The 10 best ductless mini split heat pumps in single zone and multi-zone categories are listed below to provide you with the information to make the right buying decision. We won’t steer you wrong with our expert picks – these are outstanding systems you can customize to perfectly fit your requirements.
What else is here?
This mini split buying guide includes costs, features, pros and cons, and the installation/use that will give you the best return on investment (ROI) for each model.
First, we’ll give you some information on mini split heat pump systems. If you’re good to go on the what’s and why’s, then jump down to our top 10 ductless mini split system list and reviews. On the other hand, if you’re thinking through ductless mini split vs. standard split system heat pumps, the upfront information will be of use.
What is a Ductless Mini Split Heat Pump System?
A ductless mini split HVAC system includes two main component types. The first is the outdoor unit called a condensing unit. It contains the compressor which cycles refrigerant through the system to move heat from one location to another – either into or out of your living space.
The second type of equipment is one or more indoor air handlers. The air handlers are connected to the outdoor condenser by refrigerant lines, a power cable and a condensation drain line.
Mini Split Sizes: Outdoor condensing units are available in 9k to 60k BTUs. The one you choose will depend primarily on the amount of space you need to heat and cool but also the layout of your home, how well your home is insulated and your climate.
Single vs Multi-zone Systems: A single zone system, meaning it has one air handler, can be used in a single room, apartment, small home with an open floor plan, or a converted attic or garage. They are ideal for cottages and cabins too.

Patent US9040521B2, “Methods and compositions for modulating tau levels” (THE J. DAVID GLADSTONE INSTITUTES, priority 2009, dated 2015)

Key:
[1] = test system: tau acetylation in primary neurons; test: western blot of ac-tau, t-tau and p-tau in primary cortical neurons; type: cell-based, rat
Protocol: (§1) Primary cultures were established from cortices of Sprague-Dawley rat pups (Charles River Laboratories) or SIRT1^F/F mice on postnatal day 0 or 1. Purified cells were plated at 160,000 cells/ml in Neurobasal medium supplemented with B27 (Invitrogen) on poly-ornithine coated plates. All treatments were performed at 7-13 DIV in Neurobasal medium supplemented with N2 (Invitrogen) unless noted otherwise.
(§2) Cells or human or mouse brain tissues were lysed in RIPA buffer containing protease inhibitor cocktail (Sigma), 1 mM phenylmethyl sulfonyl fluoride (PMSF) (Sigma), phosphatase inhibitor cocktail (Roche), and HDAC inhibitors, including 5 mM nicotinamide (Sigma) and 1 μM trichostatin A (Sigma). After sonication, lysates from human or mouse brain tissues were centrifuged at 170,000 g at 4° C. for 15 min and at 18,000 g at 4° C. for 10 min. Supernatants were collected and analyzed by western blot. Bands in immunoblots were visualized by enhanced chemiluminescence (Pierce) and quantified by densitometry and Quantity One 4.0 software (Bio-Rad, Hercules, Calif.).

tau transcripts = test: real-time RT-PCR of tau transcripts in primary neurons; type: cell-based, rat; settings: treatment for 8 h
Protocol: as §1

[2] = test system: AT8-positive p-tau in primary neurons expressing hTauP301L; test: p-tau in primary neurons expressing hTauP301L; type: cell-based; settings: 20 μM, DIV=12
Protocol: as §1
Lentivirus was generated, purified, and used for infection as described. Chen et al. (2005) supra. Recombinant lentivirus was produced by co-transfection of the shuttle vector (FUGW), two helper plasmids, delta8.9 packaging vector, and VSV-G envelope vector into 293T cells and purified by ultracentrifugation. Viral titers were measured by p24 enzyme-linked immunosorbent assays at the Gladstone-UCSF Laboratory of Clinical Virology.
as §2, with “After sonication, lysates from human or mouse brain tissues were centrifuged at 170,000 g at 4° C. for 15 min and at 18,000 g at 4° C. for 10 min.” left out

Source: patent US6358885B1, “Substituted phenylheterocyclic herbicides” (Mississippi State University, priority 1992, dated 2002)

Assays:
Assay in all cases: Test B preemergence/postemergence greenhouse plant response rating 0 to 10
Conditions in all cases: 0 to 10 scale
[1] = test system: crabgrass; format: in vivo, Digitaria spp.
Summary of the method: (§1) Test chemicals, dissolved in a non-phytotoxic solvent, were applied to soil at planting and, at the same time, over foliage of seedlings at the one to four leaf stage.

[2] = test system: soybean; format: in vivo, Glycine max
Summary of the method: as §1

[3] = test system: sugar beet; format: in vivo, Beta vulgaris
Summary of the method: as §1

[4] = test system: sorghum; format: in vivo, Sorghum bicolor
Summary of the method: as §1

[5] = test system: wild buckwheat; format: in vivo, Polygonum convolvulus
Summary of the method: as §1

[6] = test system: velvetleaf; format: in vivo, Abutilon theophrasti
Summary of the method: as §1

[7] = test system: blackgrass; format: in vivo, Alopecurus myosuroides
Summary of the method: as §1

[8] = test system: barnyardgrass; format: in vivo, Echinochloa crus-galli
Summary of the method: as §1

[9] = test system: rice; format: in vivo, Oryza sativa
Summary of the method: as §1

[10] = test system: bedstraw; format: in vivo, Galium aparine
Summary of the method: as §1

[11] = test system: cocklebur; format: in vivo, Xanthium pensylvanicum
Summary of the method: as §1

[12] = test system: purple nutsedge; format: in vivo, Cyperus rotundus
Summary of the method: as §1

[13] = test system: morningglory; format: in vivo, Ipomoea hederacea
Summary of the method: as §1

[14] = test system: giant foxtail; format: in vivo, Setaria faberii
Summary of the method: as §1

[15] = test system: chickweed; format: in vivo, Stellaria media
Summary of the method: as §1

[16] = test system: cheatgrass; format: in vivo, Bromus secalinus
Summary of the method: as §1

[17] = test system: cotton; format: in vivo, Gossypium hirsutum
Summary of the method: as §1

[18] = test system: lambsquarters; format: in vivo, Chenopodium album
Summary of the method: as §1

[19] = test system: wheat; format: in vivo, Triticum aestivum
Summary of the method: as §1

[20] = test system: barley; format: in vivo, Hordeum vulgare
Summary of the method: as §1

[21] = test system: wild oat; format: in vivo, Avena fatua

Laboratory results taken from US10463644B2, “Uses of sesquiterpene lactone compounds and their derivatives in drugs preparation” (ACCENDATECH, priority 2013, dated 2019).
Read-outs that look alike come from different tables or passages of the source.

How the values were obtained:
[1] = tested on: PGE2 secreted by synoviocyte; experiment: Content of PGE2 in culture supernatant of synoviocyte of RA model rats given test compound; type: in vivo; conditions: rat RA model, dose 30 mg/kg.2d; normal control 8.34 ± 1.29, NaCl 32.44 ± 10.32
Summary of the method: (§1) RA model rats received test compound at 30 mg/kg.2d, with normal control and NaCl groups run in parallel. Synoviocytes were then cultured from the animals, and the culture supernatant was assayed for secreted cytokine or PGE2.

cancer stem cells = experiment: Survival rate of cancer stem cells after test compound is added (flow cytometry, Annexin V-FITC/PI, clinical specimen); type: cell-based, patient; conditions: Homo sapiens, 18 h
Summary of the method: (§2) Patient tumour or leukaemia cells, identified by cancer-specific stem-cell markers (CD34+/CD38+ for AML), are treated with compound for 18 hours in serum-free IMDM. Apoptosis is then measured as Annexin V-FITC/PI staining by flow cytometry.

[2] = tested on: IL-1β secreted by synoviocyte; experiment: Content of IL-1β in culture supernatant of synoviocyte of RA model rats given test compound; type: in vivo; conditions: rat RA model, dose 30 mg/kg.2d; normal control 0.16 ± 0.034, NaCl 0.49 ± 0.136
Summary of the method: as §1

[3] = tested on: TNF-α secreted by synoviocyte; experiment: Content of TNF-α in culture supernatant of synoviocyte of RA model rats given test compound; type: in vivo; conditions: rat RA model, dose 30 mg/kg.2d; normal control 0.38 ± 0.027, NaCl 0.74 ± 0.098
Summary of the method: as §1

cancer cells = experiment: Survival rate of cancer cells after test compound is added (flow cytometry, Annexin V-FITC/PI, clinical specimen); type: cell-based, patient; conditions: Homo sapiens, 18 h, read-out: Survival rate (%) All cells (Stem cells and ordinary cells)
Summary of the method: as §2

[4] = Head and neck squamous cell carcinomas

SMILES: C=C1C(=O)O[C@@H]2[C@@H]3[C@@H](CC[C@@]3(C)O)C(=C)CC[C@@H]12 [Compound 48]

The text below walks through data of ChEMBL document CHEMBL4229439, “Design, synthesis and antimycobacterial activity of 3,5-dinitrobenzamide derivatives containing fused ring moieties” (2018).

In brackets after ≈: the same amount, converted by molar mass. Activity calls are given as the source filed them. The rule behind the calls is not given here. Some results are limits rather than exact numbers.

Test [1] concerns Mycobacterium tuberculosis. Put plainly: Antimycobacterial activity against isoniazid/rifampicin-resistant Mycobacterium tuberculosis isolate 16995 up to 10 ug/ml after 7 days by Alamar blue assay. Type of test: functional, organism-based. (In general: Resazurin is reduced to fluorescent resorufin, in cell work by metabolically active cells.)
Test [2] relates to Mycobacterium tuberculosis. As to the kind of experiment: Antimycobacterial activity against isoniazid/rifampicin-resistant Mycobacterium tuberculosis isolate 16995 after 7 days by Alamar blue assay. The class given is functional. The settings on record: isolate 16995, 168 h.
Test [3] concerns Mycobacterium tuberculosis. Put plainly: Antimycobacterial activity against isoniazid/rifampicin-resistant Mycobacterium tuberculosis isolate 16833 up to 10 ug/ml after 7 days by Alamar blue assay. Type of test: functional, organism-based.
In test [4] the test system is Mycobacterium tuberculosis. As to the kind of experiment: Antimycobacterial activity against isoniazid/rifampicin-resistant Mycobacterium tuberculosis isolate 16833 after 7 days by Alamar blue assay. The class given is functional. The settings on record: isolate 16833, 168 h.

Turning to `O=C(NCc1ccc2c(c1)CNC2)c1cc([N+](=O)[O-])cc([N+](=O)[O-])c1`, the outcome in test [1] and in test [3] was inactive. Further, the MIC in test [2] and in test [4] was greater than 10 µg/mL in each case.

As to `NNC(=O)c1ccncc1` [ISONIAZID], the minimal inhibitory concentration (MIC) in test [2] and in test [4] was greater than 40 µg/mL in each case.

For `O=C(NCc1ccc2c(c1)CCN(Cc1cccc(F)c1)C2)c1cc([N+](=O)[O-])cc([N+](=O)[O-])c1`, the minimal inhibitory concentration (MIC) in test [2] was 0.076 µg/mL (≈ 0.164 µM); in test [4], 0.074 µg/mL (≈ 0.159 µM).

A multi-zone system, a system supporting two to eight air handlers, can be used to heat and cool an entire home or other building with clearly defined rooms/zones.
Did you know? Air handlers, the indoor units, are available in 9k to 30k BTUs.
Each indoor air handler is installed in a specific area or room, referred to as zones, and all handlers are connected to the outdoor unit. Each air handler can be independently controlled with a thermostat or remote. Your HVAC contractor can help you decide where to place the air handlers to provide the most effective and energy-efficient layout.
Can the total capacity of the air handlers/indoor units exceed the capacity of the condensing unit? Yes, it can, but it should not exceed it by more than about 15%. For example, if you need a 36,000 BTU condensing unit for a three-zone installation, the easiest choice would be three 12,000 BTU air handlers for a total of 36,000 BTU.
But if one of the zones is larger, installing a 15,000 BTU air handler (9% over capacity) or 18,000 BTU (16% over capacity) air handler in that zone would be acceptable. Just keep in mind that you’ll still only get 36,000 BTU of heating and cooling across the multiple zones.
This is where the thermostats for each zone come in very handy. Reduce the heating/cooling in a zone not being used, so you have sufficiently warm or air-conditioned air in occupied areas.
How a Ductless Mini Split System Works
A mini split provides heat, air conditioning, dehumidification, and the flow of fresh, filtered air.
When the mini split is in air conditioning mode, the air handler pulls the warm air from inside your home over cold evaporator coils where heat is absorbed by the refrigerant. The heated refrigerant is pumped outside where it disperses the heat. The cooled air is sent back into the living space.
When the system is in heating mode, the refrigerant absorbs heat from outside and brings it inside where it is released in the coil in the air handler. It is then blown into the room. Due to the thermodynamic properties of refrigerant, heat can be absorbed from the air in outside temperatures as low as 20 F below zero.
However, as the outside temperature sinks, your mini split heat pump will lose efficiency and effectiveness. Still, the physics of refrigerants are very impressive!